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Tuition fee loans and financial support – if you come from Northern Ireland

This is an outline of what is available for students from Northern Ireland for 2019–20 entry. Check to find the exact dates, cost of fees and financial support available on university and student funding websites.

Note: to be classed as a student from Northern Ireland, you will normally need to have lived in Northern Ireland for the three years before starting your course. Please see our information on eligibility for details.

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University tuition fees and loans  Funding your living costs
Extra funding  Repaying your loan

Castle In Northern Ireland

University tuition fees and loans

If you are going to university in Northern Ireland:
Universities can charge you up to £4,275 a year for tuition. You will not have to pay this up front. You can apply online to Student Finance NI for a loan of up to £4,275 to help cover this fee.

If you are going to university in England, Scotland or Wales:
Universities in England and Scotland can charge up to £9,250 a year, and universities in Wales can charge up to £9,000. If you are taking an accelerated degree (which is completed in less time than a normal degree) universities in England can charge up to £11,100. You will not have to pay tuition fees up front. You can apply online to Student Finance NI for a loan of up to £9,250 (or up to £11,100 for an accelerated degree) to help cover this fee.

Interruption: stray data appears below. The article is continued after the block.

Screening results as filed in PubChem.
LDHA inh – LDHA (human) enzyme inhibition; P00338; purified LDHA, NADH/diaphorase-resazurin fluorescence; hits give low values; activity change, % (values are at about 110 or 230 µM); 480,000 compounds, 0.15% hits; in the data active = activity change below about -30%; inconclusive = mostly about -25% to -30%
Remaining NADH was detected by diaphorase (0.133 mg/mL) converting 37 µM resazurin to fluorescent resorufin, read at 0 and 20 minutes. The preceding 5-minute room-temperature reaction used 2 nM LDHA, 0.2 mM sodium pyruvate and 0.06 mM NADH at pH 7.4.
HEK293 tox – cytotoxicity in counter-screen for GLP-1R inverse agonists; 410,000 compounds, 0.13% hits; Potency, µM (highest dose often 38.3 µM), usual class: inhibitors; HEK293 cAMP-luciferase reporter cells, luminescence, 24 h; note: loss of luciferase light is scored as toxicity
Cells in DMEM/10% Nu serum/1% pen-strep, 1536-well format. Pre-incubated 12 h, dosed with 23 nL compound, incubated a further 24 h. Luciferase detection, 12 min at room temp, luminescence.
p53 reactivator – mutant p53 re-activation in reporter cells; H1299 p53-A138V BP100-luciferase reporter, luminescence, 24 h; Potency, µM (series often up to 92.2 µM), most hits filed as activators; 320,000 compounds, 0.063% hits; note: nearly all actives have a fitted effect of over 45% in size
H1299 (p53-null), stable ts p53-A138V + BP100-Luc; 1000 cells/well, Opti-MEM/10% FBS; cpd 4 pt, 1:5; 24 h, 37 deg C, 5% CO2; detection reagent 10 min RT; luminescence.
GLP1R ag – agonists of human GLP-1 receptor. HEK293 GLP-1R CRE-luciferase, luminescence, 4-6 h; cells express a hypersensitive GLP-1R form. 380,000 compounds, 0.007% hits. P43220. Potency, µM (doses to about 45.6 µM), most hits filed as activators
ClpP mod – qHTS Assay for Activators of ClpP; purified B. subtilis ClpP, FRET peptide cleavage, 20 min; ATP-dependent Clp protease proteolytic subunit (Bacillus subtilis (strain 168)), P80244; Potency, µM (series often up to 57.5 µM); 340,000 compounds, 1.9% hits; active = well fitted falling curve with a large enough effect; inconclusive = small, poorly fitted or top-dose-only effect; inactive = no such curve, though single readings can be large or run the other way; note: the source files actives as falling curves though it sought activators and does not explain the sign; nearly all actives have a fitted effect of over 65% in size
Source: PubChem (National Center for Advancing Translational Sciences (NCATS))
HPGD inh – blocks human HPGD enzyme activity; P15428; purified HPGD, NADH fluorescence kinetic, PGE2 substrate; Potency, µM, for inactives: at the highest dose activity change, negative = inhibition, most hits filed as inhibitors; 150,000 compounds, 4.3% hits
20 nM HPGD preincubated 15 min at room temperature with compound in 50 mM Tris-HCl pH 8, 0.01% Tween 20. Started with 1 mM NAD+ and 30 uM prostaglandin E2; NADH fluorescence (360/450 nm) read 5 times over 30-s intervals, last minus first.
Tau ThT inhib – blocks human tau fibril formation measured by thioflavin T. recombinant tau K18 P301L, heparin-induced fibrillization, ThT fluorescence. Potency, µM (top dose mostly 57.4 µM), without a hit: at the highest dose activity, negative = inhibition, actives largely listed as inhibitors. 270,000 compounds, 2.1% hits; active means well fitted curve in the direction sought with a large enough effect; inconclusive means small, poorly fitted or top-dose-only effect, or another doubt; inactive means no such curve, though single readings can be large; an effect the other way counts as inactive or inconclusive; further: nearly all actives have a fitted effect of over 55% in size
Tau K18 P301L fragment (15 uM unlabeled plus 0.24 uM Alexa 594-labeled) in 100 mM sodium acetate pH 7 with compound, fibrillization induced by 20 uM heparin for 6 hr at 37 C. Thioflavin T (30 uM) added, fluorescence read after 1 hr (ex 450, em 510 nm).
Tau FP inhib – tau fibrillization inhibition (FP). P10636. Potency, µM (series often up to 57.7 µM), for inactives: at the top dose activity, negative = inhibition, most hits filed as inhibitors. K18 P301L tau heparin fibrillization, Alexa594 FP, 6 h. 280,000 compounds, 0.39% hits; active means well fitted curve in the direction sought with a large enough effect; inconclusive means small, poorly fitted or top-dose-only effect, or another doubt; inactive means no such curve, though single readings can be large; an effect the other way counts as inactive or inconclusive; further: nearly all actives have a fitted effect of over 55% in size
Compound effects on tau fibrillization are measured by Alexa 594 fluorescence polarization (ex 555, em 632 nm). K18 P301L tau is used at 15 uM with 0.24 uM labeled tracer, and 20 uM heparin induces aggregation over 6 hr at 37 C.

If you are going to university in the Republic of Ireland:
Students eligible for support from Student Finance NI can apply for funding to study a course in the Republic of Ireland (ROI). Here, students pay a tuition contribution rather than a tuition fee: this is €3,000 in 2019–20. A loan is available to cover your tuition contribution, please refer to Student Finance NI for details. In January 2019, the Irish Government confirmed this arrangement will continue for Northern Irish students starting a course in 2019, for the duration of their course.

All students: